When I came out as queer to my friends and started dating women, I could see the envy boiling inside my straight female friends. While they were doomed to what they considered a pool of undateable men, I had, well, other options. My friend Meredith even designed a T-shirt that read: “Sadly, still straight.” It seemed like women’s expectations were evolving faster than men’s abilities to fulfill them.
Food for thought: women’s unresolved anger at men is just as destructive to relationships as men’s unresolved anger at women, for the same reasons. The Sisterhood of the Man Haters stuff is an obnoxious turn-off, and I say that as Andrea Dworkin’s #1 male super-fan. Jesus Christ, it’s socially obtuse.
Is Plank the right person to be writing this book, if she hasn’t worked out the solutions in her personal life?
One friend left her husband because he would tune out and watch television every night, refusing to even go on a date or go to couples therapy with her. Another walked away because he had hidden a drug problem from her and, once she found out, refused to get help. Another woman told me about a controlling husband who blamed her for trying to leave after he got physical with her. “If I had cancer you wouldn’t leave me, so you shouldn’t leave me if I do this,” he told her one night after she tried to end the relationship. “I looked up all these therapists. I did all the work. I made sure the took the insurance and said I would go with him,” she told me. When she did and he was given anti-anxiety medication, he refused to take it because he was offended it had even been prescribed. This was more than emotional problems; these women were left dealing with their husbands’ unresolved mental health issues. Many women didn’t feel married; they felt like rehab centers.
I’m going to go out on a limb and say that a woman who stayed in any one of those relationships has unresolved mental health problems.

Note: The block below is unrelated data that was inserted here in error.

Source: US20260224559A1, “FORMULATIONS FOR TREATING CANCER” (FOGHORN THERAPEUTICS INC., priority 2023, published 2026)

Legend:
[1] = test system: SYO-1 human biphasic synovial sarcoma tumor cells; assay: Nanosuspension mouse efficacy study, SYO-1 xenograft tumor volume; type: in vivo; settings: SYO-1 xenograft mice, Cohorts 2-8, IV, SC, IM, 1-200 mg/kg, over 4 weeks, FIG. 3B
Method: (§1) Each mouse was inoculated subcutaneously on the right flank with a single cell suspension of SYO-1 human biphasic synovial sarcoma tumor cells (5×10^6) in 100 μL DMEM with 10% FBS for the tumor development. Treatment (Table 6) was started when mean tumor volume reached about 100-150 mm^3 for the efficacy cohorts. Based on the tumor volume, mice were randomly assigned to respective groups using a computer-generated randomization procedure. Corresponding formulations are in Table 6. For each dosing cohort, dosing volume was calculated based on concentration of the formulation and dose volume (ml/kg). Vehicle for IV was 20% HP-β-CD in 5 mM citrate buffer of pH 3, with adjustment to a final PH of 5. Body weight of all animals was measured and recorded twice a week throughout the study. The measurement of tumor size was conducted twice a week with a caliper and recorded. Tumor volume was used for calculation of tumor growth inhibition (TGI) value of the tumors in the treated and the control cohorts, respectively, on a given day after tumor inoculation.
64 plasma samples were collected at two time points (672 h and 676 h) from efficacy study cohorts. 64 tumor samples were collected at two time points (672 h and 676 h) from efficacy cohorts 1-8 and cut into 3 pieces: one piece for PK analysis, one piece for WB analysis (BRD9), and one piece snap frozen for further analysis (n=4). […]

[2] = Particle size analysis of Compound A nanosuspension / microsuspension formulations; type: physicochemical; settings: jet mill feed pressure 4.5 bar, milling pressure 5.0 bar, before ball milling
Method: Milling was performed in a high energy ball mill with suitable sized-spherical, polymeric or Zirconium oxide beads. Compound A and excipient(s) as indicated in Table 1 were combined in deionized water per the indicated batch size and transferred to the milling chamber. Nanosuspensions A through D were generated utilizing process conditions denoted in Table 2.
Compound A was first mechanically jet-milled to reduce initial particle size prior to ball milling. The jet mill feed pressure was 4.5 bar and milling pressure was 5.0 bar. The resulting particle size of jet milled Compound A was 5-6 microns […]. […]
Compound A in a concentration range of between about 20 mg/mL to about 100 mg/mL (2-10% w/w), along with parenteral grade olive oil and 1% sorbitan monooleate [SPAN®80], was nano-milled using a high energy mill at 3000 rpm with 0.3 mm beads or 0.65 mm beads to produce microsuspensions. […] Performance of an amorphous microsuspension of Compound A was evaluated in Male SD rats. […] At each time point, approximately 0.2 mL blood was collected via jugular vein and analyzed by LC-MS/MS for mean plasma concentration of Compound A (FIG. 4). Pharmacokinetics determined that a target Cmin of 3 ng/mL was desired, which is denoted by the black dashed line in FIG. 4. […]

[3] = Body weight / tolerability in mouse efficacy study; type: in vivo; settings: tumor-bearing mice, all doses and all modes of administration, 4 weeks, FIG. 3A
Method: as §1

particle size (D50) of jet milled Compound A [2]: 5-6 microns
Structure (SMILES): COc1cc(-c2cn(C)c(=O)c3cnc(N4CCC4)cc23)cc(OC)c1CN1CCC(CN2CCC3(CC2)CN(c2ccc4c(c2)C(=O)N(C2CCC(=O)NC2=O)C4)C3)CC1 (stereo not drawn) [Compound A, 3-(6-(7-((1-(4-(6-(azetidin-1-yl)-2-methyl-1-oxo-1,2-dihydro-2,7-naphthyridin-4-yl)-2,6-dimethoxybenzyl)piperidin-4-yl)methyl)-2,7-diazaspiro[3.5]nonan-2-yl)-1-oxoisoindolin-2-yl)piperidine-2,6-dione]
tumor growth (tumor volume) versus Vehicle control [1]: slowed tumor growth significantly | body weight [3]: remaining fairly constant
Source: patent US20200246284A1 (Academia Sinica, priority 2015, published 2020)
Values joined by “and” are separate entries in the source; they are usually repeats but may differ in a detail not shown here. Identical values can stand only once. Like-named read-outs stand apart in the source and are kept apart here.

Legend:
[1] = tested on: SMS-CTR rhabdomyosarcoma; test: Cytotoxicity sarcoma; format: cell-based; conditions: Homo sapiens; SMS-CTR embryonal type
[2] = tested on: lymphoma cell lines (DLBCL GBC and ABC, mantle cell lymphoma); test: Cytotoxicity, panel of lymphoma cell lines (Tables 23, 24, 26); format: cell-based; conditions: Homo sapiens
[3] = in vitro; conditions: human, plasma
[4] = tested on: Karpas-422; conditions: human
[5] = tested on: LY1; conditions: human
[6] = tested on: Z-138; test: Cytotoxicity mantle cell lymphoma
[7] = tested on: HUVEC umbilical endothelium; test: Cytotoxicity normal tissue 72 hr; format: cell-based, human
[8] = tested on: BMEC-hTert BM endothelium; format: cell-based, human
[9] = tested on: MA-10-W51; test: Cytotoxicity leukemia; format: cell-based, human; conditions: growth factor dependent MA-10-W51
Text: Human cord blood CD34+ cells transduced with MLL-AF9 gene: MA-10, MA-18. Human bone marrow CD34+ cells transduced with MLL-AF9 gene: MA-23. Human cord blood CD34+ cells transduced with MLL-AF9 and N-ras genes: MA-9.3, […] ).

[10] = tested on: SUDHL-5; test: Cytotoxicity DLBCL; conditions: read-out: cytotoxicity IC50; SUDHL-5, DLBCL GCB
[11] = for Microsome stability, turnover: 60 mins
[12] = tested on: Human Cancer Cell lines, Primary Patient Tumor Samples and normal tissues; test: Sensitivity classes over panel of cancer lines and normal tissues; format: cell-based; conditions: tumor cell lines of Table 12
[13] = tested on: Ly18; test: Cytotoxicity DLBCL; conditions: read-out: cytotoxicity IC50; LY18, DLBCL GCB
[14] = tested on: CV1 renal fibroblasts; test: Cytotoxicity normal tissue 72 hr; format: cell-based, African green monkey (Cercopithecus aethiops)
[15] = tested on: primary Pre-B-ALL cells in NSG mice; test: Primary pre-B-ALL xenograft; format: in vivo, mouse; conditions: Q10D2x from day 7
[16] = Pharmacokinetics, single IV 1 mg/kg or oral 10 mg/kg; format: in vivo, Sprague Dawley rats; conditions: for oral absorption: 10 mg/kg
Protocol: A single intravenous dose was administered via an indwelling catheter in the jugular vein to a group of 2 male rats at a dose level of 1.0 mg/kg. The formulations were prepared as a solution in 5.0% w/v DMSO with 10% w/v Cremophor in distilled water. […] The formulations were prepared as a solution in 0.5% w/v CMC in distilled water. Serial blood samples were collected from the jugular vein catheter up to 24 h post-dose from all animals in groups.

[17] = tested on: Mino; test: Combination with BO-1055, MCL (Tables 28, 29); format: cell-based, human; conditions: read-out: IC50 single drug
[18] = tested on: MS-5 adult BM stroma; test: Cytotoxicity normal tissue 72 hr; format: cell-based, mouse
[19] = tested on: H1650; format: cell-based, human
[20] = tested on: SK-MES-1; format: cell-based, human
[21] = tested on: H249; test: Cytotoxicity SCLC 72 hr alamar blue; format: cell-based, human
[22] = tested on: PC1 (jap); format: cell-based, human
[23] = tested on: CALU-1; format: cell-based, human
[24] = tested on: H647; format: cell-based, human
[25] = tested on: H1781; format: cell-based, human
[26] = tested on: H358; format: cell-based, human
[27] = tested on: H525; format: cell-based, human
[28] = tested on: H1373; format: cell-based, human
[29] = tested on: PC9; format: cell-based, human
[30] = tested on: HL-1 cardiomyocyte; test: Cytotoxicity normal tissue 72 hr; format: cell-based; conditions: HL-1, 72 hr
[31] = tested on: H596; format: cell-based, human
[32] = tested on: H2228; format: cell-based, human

Ignoring your wife and watching TV is not, in itself, a mental illness. Having addictions doesn’t mean destroying the trust in your relationships by hiding stuff and not taking responsibility for how you affect others. Addicts aren’t automatically subhuman monsters. You’re not supposed to stay with a man who hits you. Plank just quoted some gaslighting bullshit and let that go unremarked. Lots of men take their anxiety meds just fine, like grown-ups.
Plank is just saying she hates people with mental illness and never wants to have sex with one. Yeah, we’ve encountered that sentiment before.
When confronted with signs that what she’s advocating won’t fly, because it’ll be perceived as the pussification of men, she plays dumb and pretends not to understand the point.
The pressure on men became clear to me when I sat down with conservative commentator Tomi Lahren and two of her friends on a sticky, hot day at a bar in Dallas, when I interviewed her for my podcast. We disagreed on everything from institutional racism, immigration to climate change and men were no exception. Specifically, I wanted to ask her about a video she made that was titled, “Is it just me, or have men goten really soft?” In it she worries about the “helplessness of today’s young men” and how undatable it makes them. “It seems few can change a lightbulb, let alone fix a flat tire or change oil, and that makes for pretty slim pickings out there looking for a match.” The video received millions of views, resonating with a lot of people (and of course angering some,too). A few weeks after our encounter, she also tweeted: “As I watch millennial men struggle to lift their bags into the overhead bin I am reminded how f’d we are if there’s a draft.” When I asked her to explain her position on modern masculinity, it was pretty clear that she didn’t welcome a conversation about alternative masculinities; in fact, she was personally insulted by it:
I think being twenty-four and dating or watching my friends date, it’s very obvious; watching TV, it’s very obvious. I think we’ve gotten to a point where masculinity has become a negative thing, it’s become an offensive thing to be a man. It’s one thing to be tolerant of those that are metrosexual or maybe a little more feminine, it’s one thing to be tolerant of them; it’s another to glorify them.
When I pushed back at her use of the word “tolerant” to describe her attitude toward men who display more traditionally feminine characteristics, she explained, “We’ve gotten to the point now where masculinity has now become something that is offensive to people, and I’m offended by that. I know that masculine men are offended by that as well.”